Last month, The Walt Disney Studios and Disney Citizenship, in collaboration with XPRIZE, announced Disney’s Create Tomorrowland—XPRIZE Challenge. Kids and teens between the ages of 8 and 17, across the country, were invited to dream up the world-changing technology of the future.
Hundreds of young innovators rose to the challenge by imagining themselves in the future and reporting back about one new technology that is positively affecting humanity. Today, we’re pleased to announce the six winners and their ideas—just in time for the theatrical debut of Disney’s Tomorrowland on May 22:
- Gabrielle Nafie, age 9, of New York, New York, envisioned a robotic origami bee called a bee origamibot. When activated by sunlight, these tiny robots function like real bees by pollinating plants vital to our survival and offset the global decline of the actual insect.
- Maxwell Fung, age 11, of North Syracuse, New York, imagined a world with no pain thanks to the invention of the pain-blocking nanobot. These teeny metal bots are administered orally prior to surgery to inhibit nerve endings from transferring chemicals that induce pain. The nanobots are removed through the kidneys, result in little to no side effects and are non-addictive.
- Jason Jackrel, age 12, of North Bellmore, New York, invented the hydrogen-powered scooter, the preferred transportation of the future. By utilizing hydrogen, which emits water, instead of fossil fuels, the hydrogen-powered scooter eliminates C02 emissions.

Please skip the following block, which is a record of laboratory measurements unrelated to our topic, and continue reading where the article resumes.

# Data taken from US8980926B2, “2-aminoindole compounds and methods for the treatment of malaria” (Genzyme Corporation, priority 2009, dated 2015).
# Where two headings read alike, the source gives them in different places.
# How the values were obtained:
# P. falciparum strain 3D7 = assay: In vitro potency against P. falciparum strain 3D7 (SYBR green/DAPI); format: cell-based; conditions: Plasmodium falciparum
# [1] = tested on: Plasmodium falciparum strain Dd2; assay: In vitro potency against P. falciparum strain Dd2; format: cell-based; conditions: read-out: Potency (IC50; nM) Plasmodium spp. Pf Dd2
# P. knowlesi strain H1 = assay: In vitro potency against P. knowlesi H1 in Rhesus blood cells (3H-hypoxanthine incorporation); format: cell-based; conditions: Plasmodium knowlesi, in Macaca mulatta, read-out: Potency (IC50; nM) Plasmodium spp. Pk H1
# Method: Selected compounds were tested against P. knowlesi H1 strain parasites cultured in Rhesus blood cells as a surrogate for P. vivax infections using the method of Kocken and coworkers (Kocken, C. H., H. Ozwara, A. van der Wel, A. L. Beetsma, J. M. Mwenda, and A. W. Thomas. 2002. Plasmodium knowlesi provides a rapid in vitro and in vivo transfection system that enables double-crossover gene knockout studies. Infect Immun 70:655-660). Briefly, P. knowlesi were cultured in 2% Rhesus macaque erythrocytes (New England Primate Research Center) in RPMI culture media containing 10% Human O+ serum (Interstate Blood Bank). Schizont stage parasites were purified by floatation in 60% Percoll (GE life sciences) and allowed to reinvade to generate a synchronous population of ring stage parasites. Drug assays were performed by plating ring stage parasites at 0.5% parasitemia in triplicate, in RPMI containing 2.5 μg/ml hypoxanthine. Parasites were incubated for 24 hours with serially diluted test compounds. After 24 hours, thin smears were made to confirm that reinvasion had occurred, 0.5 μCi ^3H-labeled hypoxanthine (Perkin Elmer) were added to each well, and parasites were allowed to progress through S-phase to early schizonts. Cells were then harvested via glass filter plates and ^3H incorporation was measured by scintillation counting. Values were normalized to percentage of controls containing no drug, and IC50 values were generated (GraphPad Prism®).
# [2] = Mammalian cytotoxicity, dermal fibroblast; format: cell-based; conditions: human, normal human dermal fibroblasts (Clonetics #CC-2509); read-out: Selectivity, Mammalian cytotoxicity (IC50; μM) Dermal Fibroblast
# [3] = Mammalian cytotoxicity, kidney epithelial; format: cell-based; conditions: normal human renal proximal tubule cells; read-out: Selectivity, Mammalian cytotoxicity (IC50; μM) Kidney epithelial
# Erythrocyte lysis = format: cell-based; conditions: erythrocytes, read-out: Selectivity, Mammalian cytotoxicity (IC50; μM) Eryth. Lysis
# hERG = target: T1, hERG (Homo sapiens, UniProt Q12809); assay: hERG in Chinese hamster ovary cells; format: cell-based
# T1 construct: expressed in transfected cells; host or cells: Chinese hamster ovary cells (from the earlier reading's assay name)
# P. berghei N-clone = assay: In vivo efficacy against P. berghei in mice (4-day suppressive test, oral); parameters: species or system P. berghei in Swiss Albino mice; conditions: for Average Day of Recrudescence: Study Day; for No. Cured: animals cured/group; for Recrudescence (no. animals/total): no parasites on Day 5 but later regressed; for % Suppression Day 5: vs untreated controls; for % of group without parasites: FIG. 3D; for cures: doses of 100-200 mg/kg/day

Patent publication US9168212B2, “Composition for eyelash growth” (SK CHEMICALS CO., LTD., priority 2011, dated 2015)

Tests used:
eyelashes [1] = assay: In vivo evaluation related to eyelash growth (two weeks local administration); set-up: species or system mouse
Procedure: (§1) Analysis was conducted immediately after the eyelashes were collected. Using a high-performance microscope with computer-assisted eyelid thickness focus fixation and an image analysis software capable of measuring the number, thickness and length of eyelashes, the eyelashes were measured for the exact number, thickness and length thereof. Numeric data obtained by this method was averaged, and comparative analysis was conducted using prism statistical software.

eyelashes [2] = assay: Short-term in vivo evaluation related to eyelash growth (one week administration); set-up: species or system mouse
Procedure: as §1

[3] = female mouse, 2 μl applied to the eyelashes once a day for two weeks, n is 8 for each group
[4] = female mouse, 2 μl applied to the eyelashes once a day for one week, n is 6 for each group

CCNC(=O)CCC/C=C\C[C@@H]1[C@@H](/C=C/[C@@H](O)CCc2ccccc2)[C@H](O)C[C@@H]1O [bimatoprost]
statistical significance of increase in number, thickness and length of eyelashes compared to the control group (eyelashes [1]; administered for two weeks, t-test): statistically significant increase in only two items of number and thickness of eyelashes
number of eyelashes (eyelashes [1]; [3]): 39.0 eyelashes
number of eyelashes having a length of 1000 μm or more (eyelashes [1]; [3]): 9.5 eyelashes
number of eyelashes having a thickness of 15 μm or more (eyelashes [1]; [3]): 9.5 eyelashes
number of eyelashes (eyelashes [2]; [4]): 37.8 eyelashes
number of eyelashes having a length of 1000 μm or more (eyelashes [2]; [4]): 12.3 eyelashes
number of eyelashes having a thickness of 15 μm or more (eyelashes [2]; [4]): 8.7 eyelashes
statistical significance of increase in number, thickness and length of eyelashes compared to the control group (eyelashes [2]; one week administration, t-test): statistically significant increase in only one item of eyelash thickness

- Clarissa Katko, age 15, of Dansville, Michigan, developed a cure for cancer through genetic therapy. By harnessing the genetic makeup of mole rats, whose genes have a high resistance to runaway cell growth, humanity will be able to eradicate cancer and extend life expectancy.
- Adrianne Camero, age 15, of Miami, Florida, devised the Magnēs Lithos Chair, a more efficient and adaptable alternative to the wheelchair. The Magnēs Lithos Chair utilizes the Earth’s electromagnetic field to levitate and is maneuvered by the user’s mind.
- Natalie Cummings, age 16, of Canonsburg, Pennsylvania, tapped into the science of Mother Nature to create artificial trees with leaves that cleanse the air of C02 at exponential rates while also capturing solar energy to power neighboring homes.
“We are thrilled to be able to recognize the talents and imagination of these extraordinary young people,” said Sean Bailey, president, Walt Disney Studios Motion Picture Production. “The submissions showed an incredible and imaginative vision of the future, and through them, they have brought to life the same spirit and optimism that inspired us to make the filmTomorrowland.”
Beginning in June, the six winners will have a once-in-a-lifetime mentorship experience with a leader in their area of interest. In addition, each winner will receive a $3,000 check, a 3-D Printer from 3D Systems, an annual subscription to Tales2Go® and registration for FIRST® LEGO® League for the competition season 2015–2016 in the U.S.
From all of us here at Disney, congratulations to all of the winners!